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Will you be writing Physics in the upcoming JAMB exams? Then this article is for you.
The UTME Physics syllabus covers a range of topics in physics, including kinematics, energy and work, electricity and magnetism, and nuclear physics that you are bound to answer in the exam.
This exam is designed to test your understanding of physics concepts and your ability to apply those concepts to solve problems.
Writing Physics in UTME is very important if you want to study Engineering, Computer Science,Medical courses and other sciencerelated courses. Because Physics is a calculative course, it is important to familiarize yourself with basic mathematical solutions as well as graphs and formulas.
SN  TOPICS  OBJECTIVES 

1  MEASUREMENTS & UNITS  
(a) Length, area and volume: Metre rule, Vernier calipers Micrometer Screwgauge, measuring cylinder. (b) Mass (i) unit of mass; (ii) use of simple beam balance; (iii) concept of beam balance. (c) Time (i) unit of time; (ii) timemeasuring devices. (d) Fundamental physical quantities (e) Derived physical quantities and their units (i) Combinations of fundamental quantities and determination of their units; (f) Dimensions (i) definition of dimensions (ii) simple examples (g) Limitations of experimental measurements (i) accuracy of measuring instruments; (ii) simple estimation of errors; (iii) significant figures; (iv) standard form.  Candidates should be able to: i. Identify the units of length, area and volume; ii. use different measuring instruments; iii. determine the lengths, surface areas and volume of regular and irregular bodies; iv. identify the unit of mass; v. use simple beam balance, e.g Buchart’s balance and chemical balance; vi. identify the unit of time; vii. use different timemeasuring devices; viii. relate the fundamental physical quantities to their units; ix. deduce the units of derived physical quantities; x. determine the dimensions of physical quantities; xi. use the dimensions to determine the units of physical quantities; xii. test the homogeneity of an equation; xiii. determine the accuracy of measuring instruments; xiv. estimate simple errors; xv. express measurements in standard form. Candidates should be able to: i. use strings, meter ruler and engineering calipers, vernier calipers and micrometer, screw gauge; ii. note the degree of accuracy; iii. identify distance travel in a specified direction; iv. use compass and protractor to locate points/directions; v. use Cartesians systems to locate positions in xy plane; vi. plot graph and draw inference from the graph.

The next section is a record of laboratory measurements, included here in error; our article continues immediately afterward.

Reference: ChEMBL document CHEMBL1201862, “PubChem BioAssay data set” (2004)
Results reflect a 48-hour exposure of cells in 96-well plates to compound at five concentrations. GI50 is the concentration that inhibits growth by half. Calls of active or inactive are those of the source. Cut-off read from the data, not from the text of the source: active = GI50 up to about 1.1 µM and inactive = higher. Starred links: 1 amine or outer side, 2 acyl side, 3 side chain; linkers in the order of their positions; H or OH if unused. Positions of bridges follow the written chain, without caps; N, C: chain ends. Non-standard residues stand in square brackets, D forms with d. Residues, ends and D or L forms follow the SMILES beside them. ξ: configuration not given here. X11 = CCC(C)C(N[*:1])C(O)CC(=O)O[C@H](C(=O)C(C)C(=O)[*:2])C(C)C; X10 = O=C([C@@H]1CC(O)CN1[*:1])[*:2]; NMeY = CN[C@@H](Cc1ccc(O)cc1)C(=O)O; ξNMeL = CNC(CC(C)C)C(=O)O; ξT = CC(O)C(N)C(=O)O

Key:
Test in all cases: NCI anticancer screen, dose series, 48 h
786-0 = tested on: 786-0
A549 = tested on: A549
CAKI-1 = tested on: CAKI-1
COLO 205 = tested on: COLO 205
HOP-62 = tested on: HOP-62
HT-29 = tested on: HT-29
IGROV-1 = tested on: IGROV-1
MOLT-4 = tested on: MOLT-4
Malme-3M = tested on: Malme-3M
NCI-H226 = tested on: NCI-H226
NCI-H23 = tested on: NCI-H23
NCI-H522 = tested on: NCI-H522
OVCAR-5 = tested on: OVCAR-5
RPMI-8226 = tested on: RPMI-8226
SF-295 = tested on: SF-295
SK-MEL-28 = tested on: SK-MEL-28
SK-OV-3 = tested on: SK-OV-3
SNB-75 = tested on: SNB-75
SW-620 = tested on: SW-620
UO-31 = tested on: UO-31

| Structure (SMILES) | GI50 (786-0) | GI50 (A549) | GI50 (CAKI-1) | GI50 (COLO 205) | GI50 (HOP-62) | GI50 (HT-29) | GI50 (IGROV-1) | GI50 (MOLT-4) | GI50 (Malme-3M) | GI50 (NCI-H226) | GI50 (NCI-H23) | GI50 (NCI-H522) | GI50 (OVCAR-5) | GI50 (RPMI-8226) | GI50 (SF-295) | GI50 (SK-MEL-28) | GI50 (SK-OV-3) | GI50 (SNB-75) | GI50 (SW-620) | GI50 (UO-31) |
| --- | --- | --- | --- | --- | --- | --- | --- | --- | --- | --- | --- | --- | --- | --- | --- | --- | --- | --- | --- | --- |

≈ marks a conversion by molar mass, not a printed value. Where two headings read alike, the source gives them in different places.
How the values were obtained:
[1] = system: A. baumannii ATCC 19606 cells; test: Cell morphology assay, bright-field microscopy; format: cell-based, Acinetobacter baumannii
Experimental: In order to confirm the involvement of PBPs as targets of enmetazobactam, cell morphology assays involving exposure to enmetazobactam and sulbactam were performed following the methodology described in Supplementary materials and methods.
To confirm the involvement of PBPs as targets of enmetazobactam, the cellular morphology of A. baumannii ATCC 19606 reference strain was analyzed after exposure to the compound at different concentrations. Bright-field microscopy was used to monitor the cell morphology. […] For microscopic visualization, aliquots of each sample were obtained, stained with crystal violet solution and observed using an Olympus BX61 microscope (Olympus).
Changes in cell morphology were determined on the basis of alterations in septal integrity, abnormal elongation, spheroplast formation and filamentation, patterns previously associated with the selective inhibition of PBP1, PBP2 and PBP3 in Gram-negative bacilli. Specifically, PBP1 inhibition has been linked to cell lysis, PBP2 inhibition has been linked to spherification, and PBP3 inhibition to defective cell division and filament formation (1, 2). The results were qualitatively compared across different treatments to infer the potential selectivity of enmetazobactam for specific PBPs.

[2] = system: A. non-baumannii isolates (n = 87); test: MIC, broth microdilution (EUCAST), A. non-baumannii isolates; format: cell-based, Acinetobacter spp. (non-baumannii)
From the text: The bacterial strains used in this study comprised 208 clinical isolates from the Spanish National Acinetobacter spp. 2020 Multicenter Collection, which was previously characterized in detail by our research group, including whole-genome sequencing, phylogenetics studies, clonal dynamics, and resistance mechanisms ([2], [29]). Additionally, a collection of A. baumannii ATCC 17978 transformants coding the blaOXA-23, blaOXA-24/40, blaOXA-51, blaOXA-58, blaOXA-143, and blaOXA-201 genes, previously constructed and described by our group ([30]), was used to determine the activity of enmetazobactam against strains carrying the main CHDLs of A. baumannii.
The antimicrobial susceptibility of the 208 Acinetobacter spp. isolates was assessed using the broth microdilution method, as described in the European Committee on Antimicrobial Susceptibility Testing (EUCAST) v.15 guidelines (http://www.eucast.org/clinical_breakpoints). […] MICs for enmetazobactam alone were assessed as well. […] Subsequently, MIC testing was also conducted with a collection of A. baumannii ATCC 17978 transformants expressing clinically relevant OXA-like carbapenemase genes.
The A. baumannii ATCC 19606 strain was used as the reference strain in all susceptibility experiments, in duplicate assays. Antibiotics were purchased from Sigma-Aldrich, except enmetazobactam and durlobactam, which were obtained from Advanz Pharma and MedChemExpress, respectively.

2  SCALARS & VECTOR QUANTITY